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Brendan Fraser Didn't Actually Meet Dwayne Johnson Until After The Premiere Of The Mummy Returns

When "The Mummy" was released in theaters back in 1999, both moviegoers and the Hollywood industry had no idea how successful the film would be, nor that it would become a money-printing franchise. The movie's star, Brendan Fraser, who at that point had already established himself as a leading man, told GQ that he himself was pleasantly surprised by how fans reacted to the original movie. So much so, that they got a sequel soon after. "It was just more of the same. People wanted more," Fraser said. "Lucky for us, they responded." That craving for more action came in the form of "The Mummy Returns," which was released in 2001. And although the original featured Arnold Vosloo as the villain Imhotep, this sequel presented a fresh-faced Dwayne "The Rock" Johnson, then much better known as a WWE Superstar.

The stars were surely aligned for Johnson when "The Mummy Returns" went into preproduction. Up until that point, Johnson had worked his way up from a poverty-stricken childhood and failed professional football career to become one of the world's most famous wrestlers. His larger-than-life persona and his wrestling mega-fame convinced producers to hand him the role of the movie's villain, The Scorpion King. Although this must have been a thrilling opportunity for Johnson, he, along with his costars, soon realized that their scenes together would not be the experience they may have expected.

During the production, Fraser only knew Johnson as a moving stick

After the eye-popping success of Universal's "The Mummy," the sequel was green-lit to add to what would eventually become a highly lucrative franchise. Brendan Fraser explains to GQ that although the production of the second installment came with great familiarity to him, the experience was brand new for first-timer Dwayne Johnson. And despite Johnson playing the role of The Scorpion King, the antagonist to Fraser's Rick O'Connell character, the two of them never actually worked together. "I never met Dwayne until after the premiere," he recalled, "because he was a piece of tape on a stick that we referred to." Of course, Fraser is speaking about the post-production CGI treatment that Johnson's character received.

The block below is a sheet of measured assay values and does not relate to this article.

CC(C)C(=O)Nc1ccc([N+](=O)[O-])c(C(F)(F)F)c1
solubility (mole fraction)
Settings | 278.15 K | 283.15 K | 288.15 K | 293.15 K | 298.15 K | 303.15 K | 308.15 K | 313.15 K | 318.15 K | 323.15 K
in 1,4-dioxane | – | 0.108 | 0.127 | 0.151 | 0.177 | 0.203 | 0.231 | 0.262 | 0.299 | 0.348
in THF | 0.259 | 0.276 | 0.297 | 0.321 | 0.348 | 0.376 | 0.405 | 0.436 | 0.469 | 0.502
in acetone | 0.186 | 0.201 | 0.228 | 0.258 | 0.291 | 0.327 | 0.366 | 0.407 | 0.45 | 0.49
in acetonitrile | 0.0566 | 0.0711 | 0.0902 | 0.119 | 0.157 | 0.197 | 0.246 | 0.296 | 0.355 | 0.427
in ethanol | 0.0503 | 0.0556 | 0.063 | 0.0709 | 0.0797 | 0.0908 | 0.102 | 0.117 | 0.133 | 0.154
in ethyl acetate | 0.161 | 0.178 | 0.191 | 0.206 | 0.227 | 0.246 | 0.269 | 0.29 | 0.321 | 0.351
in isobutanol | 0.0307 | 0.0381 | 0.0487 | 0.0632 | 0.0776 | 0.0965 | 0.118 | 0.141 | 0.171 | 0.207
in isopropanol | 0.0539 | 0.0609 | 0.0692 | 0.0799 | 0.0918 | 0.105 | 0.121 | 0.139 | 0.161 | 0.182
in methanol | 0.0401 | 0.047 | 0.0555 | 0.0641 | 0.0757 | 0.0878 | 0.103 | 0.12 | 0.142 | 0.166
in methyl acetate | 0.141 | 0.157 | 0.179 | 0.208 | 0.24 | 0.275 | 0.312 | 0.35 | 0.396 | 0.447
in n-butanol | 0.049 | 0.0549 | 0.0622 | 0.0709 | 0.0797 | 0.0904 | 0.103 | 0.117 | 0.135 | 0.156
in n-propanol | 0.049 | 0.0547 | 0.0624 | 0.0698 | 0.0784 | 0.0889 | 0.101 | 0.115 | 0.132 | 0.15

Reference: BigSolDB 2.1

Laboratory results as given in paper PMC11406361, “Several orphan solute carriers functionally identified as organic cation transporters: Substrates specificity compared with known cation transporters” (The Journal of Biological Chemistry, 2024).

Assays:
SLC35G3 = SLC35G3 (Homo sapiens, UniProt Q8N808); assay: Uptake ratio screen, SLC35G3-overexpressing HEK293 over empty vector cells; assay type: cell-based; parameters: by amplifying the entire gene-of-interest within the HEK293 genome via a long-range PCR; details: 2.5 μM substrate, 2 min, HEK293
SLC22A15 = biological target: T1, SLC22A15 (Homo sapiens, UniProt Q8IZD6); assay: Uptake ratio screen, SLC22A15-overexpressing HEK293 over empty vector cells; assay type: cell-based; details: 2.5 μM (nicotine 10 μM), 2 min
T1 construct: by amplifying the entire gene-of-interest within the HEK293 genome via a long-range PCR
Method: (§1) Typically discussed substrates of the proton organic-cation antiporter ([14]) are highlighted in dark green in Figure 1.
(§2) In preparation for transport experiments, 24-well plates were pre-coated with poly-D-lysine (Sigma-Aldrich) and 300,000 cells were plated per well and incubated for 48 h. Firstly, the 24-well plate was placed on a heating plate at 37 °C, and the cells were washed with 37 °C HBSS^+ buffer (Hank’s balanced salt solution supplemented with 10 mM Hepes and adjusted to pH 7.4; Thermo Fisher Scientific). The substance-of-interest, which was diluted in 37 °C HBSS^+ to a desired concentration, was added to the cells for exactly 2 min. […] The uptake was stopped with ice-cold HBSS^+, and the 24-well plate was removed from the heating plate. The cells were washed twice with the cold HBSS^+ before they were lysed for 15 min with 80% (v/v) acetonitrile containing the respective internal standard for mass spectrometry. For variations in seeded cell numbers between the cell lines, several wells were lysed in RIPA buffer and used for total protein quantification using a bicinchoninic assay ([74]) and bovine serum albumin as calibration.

Despite Johnson making a significant shift from being wrestling's The Rock to performing in feature films, the majority of his screen appearances were covered in CGI effects. When looking back on the 2001 production, Fraser acknowledged how the technology wasn't yet quite developed enough back then. In fact, the CGI artists told him at the movie's premiere that they wished they had more time to work on it. However, Fraser believes its lower quality partly gives the film its charm. "When you watch it now, it could get remastered, I guess," he said. "But it kind of wouldn't be as fun if you didn't see the sort of janky video game character of Dwayne." 

Well, no matter how Johnson felt about how his character turned out, that was probably erased when he went on to star in his own spin-off film, "The Scorpion King."